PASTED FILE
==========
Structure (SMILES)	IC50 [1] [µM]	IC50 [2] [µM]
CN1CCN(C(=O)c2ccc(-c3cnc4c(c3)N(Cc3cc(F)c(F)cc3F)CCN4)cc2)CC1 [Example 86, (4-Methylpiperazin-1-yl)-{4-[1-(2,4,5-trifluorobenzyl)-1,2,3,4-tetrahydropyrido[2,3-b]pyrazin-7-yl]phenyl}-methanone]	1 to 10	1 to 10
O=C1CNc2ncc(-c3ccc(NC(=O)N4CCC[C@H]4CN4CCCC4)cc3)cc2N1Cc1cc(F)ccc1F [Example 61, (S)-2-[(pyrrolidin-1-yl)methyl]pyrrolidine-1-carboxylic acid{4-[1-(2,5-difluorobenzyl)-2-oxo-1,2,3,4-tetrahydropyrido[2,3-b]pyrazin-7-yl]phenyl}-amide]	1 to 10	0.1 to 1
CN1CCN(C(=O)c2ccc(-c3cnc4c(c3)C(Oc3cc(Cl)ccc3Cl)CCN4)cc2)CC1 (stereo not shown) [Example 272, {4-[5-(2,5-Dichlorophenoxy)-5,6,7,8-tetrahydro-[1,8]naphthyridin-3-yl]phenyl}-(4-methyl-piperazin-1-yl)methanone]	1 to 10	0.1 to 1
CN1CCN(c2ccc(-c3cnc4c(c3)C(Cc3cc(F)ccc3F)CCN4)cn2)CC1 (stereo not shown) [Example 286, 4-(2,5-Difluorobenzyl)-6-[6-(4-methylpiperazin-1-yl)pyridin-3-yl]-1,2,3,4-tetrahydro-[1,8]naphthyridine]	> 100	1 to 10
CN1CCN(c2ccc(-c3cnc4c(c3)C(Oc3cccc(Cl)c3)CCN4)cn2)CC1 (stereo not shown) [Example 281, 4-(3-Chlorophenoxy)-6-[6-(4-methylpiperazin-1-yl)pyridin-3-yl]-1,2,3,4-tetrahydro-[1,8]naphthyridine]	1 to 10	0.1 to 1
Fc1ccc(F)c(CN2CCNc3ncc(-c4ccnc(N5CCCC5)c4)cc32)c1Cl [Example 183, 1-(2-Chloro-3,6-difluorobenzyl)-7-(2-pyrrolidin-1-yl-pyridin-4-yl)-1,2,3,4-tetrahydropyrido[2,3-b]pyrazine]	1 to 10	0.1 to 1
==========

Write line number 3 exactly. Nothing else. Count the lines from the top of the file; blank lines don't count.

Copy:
O=C1CNc2ncc(-c3ccc(NC(=O)N4CCC[C@H]4CN4CCCC4)cc3)cc2N1Cc1cc(F)ccc1F [Example 61, (S)-2-[(pyrrolidin-1-yl)methyl]pyrrolidine-1-carboxylic acid{4-[1-(2,5-difluorobenzyl)-2-oxo-1,2,3,4-tetrahydropyrido[2,3-b]pyrazin-7-yl]phenyl}-amide]	1 to 10	0.1 to 1